White cabinets can brighten your kitchen and impart a feeling of openness. However, if your existing cabinets are a dark colour, turning them into pristine white requires more than a coat of paint. Plan your project for a time when you can move all the contents out of your cabinets for at least a few days. Between the cleaning, priming and painting, your cabinets will have to dry completely.
- Skill level:
Other People Are Reading
Things you need
- Trisodium phosphate (TSP)
- Sandpaper (various grits)
- Foam sanding blocks (optional)
- Tack cloth
- Wood primer
- White kitchen paint or enamel
- Quality paintbrush
- Rubber gloves
Remove the cabinet doors and drawers, using a screwdriver, and remove the hinges and the pulls.
Wash all painted surfaces with a mixture of trisodium phosphate (TSP) and water. TSP is available in hardware stores and do-it-yourself centres. Mix as directed on the package, and rub the solution vigorously on the cabinets to remove all traces of grease and grime. Let the cabinets dry completely.
Sand the cabinet base, doors and drawers with 100-grit sandpaper or a foam sanding block to remove the gloss-coat of the brown paint. For the new paint to adhere correctly, it's imperative that you knock the sheen off the surface.
Switch to a fine, or 220-grit, sandpaper or foam sanding block to smooth the cabinet base, doors and drawer fronts for painting. Sand only in the direction of the wood grain. If you can't tell how the grain runs, sand up and down on cabinet doors and on the cabinet base, and sand from side to side on the drawer fronts.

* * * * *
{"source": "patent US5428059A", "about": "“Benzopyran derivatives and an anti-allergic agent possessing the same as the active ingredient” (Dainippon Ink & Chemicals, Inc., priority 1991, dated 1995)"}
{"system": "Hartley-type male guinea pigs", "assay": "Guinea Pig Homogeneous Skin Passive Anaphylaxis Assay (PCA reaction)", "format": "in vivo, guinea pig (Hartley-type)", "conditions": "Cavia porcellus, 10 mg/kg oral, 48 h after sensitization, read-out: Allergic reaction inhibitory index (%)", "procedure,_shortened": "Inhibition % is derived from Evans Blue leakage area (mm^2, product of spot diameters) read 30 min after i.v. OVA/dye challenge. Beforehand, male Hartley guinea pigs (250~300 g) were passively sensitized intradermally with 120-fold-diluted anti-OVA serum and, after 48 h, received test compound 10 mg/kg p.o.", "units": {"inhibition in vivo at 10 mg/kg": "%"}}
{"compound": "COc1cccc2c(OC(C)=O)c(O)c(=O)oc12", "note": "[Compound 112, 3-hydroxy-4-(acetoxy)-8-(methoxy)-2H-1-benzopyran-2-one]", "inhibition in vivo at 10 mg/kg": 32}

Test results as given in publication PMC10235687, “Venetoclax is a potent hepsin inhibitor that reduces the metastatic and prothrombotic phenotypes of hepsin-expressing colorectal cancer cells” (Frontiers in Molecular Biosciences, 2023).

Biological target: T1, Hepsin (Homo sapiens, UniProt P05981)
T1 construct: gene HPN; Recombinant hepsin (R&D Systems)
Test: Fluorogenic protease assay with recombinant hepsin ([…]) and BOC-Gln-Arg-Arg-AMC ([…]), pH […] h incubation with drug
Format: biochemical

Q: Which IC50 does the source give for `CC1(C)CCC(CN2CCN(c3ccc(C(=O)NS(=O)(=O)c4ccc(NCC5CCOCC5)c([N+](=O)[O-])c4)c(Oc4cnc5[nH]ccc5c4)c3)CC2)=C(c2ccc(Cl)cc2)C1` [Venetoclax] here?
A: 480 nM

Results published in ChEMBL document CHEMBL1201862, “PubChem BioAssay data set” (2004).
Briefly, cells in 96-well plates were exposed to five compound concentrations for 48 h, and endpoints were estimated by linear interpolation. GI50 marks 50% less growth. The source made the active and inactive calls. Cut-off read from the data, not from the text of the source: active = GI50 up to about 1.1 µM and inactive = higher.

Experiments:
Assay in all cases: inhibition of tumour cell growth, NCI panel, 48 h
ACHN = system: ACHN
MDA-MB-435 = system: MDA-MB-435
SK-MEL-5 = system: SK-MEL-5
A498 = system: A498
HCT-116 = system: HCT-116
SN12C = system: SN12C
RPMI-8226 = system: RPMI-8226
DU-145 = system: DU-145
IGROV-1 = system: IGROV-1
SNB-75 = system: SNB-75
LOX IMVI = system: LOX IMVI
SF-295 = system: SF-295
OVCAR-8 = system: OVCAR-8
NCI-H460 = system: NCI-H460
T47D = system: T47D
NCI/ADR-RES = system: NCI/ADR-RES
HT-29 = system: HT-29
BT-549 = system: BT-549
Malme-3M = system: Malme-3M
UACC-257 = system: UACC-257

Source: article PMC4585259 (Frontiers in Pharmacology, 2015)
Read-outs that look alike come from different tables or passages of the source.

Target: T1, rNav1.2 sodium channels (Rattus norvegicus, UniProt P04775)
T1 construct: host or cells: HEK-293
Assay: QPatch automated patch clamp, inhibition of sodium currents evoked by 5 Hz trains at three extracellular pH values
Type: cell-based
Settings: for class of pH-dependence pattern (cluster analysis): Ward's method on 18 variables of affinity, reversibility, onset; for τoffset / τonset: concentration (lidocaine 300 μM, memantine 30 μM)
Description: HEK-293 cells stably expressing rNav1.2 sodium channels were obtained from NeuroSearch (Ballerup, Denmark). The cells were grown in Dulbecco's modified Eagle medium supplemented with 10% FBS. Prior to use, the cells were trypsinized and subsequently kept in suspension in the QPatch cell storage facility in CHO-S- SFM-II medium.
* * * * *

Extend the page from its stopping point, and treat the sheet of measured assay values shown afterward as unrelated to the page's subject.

Prepare a dust-free zone. Sweep, vacuum, close windows and doors and use tack cloth to wipe down all cabinet surfaces to remove any residual dust.
Apply a thin coat of light-base, stain-blocking wood primer to all the cabinet surfaces. Use a quality paintbrush, and feather out your brush strokes by drawing the tip of the bristles very lightly over the wet primer to even out the surface and remove runs.
Let the primer coat dry and sand lightly over the primed surface with very fine 400-grit sandpaper to remove tiny imperfections, such as dust that settled on the wet primer and stuck. Apply another thin coat of primer, let it dry and sand once more, if necessary.
Brush on the first coat of quality white kitchen paint or enamel. Apply a thin coat to reduce the risk of globs or runs. Once you start painting one section, such as a drawer front or a door, complete that entire section before taking a break. Starting again after the paint dries may produce visible lap marks.
Sand with the 400-grit sandpaper before applying at least one more thin coat of finish paint. Let the final paint coat dry completely before you put the doors and drawers back.
Tips and warnings
- Choose an easy-to-wash paint for kitchen cabinets.
- Wear rubber gloves while using TSP.
- Don't skip steps. The old brown paint may show through, dulling the look of your new white cabinets, if you don't properly prepare the cabinets and seal them before painting.
- 20 of the funniest online reviews ever
- 14 Biggest lies people tell in online dating sites
- Hilarious things Google thinks you're trying to search for